The Human Mind
Anticipating 1960s Pop Art: “An Aspiration to Enfold All”
During the Victorian era, there were many efforts to understand the emerging and domineering role of technology in light of human spirituality and mysticism, to give magic or some secret esoteric knowledge instead of hard science some room in human imagination and thinking.
Today, science would explain synesthesia in terms of a neurological condition, and scoff at anything to do with occult, mysticism or the writings and musings of theosophy, a philosophical system of belief in hidden knowledge. Yet, its influences are ever-present among many of our notable artists. For example, Kandinsky was greatly influenced by theosophy and the views of Madame Blavatsky, who also adopted eastern esotericism into her general beliefs. Yeats, the great Irish poet, was another notable greatly influenced by Madame Blavatsky.
Breen begins the essay by quoting Yeats:
“II have always considered myself a voice of what I believe to be a greater renaissance — the revolt of the soul against the intellect — now beginning in the world,” wrote William Butler Yeats to his mentor, the Irish nationalist John O’Leary, in 1892. Yeats believed that magic was central not only to his art, but to a dawning epoch when spirituality and technology would march together toward an uncertain future.
Thought-Forms, a strange, beguiling, frequently pretentious, utterly original book first published in 1901, emerged from this ferment of late-Victorian mysticism. It was written by Annie Besant and Charles Leadbeater, erstwhile members of the London Theosophical Society alongside Yeats, and it features a stunning sequence of images that illustrate the book’s central argument: emotions, sounds, ideas and events manifest as visual auras.
The book’s grand ambitions are evident from the first page. “To paint in earth’s dull colours the forms clothed in the living light of other worlds,” Besant laments, “is a hard and thankless task.” She insists that the images in the book “are not imaginary forms, prepared as some dreamer thinks that they ought to appear.” Rather, “they are representations of forms actually observed as thrown off by ordinary men and women.” And she hopes that they will make the reader “realise the nature and power of his thoughts, acting as a stimulus to the noble, a curb on the base.” This grandiloquence was typical: fin de siècle occult leaders produced some of the most baroque writing in literary history, the purplest of purple prose.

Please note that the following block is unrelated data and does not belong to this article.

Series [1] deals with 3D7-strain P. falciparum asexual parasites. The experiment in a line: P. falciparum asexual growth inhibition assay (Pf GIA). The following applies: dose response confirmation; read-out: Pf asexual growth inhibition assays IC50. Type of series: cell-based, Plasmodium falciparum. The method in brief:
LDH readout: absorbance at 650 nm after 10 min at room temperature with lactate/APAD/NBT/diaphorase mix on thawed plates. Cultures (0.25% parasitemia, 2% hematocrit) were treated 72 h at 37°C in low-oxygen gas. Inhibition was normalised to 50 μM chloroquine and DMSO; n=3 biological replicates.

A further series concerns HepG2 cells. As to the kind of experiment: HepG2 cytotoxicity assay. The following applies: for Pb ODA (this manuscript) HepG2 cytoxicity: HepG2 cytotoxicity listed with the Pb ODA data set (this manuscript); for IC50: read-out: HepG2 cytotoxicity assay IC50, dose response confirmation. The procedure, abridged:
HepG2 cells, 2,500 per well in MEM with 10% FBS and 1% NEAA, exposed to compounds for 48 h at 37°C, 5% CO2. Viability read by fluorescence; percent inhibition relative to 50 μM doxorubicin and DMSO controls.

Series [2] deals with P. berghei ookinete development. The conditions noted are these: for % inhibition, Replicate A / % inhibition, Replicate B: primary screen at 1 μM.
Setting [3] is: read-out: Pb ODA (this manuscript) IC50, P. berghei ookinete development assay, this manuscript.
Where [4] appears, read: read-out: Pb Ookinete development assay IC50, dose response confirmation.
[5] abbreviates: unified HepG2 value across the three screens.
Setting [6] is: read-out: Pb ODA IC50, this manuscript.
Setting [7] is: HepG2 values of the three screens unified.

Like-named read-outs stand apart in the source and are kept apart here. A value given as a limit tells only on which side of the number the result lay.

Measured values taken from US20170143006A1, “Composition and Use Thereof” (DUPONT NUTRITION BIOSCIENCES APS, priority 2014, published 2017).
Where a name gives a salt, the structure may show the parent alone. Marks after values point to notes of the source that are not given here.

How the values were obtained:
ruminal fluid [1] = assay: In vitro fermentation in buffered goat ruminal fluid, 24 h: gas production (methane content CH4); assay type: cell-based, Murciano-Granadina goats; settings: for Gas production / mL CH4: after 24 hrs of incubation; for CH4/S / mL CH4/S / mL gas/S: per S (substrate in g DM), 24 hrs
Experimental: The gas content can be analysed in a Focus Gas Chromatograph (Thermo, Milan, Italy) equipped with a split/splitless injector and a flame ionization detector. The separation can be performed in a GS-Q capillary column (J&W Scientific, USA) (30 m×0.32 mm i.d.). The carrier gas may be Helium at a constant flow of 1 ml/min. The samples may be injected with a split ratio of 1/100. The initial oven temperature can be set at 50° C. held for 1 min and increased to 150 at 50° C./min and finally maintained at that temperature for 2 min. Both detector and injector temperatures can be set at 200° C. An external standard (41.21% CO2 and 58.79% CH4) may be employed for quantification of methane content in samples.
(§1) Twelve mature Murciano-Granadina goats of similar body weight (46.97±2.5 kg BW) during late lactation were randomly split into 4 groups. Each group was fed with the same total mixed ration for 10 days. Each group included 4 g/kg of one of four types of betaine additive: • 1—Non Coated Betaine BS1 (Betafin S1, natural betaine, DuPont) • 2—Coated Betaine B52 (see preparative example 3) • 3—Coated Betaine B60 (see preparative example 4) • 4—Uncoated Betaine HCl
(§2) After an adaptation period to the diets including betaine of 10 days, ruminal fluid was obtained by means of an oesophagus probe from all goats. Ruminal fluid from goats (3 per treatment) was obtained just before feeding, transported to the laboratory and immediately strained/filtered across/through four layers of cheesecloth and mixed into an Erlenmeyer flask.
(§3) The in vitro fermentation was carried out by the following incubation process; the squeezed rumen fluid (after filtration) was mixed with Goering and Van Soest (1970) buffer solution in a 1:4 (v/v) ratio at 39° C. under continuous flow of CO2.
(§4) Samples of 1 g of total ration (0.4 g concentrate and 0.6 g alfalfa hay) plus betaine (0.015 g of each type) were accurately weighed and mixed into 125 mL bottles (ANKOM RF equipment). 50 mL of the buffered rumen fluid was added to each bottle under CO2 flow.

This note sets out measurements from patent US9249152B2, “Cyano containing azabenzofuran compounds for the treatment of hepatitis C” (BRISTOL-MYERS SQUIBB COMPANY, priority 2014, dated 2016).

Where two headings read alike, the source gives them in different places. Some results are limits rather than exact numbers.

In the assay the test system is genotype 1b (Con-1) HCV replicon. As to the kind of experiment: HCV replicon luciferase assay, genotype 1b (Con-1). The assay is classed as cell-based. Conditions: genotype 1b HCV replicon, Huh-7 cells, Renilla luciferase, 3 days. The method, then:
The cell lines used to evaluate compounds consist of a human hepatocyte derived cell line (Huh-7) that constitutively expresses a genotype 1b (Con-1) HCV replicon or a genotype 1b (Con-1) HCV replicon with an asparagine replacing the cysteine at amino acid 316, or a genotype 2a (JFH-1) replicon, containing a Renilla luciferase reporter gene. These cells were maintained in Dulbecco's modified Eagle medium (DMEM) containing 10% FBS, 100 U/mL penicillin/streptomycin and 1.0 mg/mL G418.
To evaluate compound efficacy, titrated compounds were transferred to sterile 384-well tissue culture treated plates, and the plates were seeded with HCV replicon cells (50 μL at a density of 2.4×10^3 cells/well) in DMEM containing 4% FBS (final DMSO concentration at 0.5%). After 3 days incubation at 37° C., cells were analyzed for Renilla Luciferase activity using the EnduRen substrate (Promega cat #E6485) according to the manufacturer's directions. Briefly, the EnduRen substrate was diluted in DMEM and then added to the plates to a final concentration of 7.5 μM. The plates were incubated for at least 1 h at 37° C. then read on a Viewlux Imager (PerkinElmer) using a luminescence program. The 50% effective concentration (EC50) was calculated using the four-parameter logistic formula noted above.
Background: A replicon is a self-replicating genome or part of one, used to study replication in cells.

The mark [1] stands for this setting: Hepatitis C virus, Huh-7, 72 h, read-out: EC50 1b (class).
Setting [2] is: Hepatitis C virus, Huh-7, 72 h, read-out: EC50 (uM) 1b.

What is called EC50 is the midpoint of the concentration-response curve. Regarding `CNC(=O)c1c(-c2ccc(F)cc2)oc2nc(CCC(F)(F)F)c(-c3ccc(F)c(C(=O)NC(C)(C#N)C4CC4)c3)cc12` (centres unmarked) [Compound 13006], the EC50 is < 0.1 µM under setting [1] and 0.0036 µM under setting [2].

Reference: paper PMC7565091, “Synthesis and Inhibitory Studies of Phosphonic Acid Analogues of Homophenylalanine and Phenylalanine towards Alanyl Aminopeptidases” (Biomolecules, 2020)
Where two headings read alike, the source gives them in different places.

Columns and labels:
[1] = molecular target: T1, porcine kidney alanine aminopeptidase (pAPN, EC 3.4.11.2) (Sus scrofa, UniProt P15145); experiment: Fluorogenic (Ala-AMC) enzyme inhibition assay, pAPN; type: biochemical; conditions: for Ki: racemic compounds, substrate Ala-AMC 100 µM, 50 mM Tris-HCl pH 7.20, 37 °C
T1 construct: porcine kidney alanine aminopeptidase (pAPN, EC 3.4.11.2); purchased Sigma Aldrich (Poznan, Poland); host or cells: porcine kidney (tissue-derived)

Yet what are we saying, exactly, when we call black words on a white page “purple”?
These sorts of underlying associations between words, colors and sounds were precisely what motivated Thought-Forms. In other words, the book was about synesthesia. The illustration of the music of Mendelssohn reproduced above, for instance, depicts yellow, red, blue and green lines rising out of a church. This, Leadbeater and Besant explain, “signifies the movement of one of the parts of the melody, the four moving approximately together denoting the treble, alto, tenor and bass respectively.” Moreover, “the scalloped edging surrounding the whole is the result of various flourishes and arpeggios, and the floating crescents in the centre represent isolated or staccato chords.” Color and sound had become commingled.Such ideas never really die; they take on life in new forms, consistent with the technologies of the day; this is one reason why it is important to understand its history and its imprint on the human mind and imagination. I consider both science and art as necessary for humans, and value them both. Science is necessary and important to answer questions that science is best suited to answer, as is art; which not so much answers questions, but channels them into the beautiful and inspiring music, poetry, paintings and literary masterpieces that speak to all of humanity.
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